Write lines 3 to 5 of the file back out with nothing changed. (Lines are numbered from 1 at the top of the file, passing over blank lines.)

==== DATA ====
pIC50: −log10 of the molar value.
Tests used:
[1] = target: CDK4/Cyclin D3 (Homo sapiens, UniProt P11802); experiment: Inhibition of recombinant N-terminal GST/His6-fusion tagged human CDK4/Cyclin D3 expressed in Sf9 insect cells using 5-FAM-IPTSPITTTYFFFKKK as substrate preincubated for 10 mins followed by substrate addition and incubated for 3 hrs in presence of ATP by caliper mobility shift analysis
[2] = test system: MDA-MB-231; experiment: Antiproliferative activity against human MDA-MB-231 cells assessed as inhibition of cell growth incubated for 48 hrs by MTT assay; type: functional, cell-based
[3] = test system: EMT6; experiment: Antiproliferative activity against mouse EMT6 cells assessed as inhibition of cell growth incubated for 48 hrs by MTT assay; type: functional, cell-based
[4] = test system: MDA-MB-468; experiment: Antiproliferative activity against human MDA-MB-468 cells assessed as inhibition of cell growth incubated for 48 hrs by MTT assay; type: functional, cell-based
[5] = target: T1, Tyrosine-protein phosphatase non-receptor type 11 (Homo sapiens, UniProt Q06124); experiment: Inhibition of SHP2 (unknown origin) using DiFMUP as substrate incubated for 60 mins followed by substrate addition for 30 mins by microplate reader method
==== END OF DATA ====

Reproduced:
[1] = target: CDK4/Cyclin D3 (Homo sapiens, UniProt P11802); experiment: Inhibition of recombinant N-terminal GST/His6-fusion tagged human CDK4/Cyclin D3 expressed in Sf9 insect cells using 5-FAM-IPTSPITTTYFFFKKK as substrate preincubated for 10 mins followed by substrate addition and incubated for 3 hrs in presence of ATP by caliper mobility shift analysis
[2] = test system: MDA-MB-231; experiment: Antiproliferative activity against human MDA-MB-231 cells assessed as inhibition of cell growth incubated for 48 hrs by MTT assay; type: functional, cell-based
[3] = test system: EMT6; experiment: Antiproliferative activity against mouse EMT6 cells assessed as inhibition of cell growth incubated for 48 hrs by MTT assay; type: functional, cell-based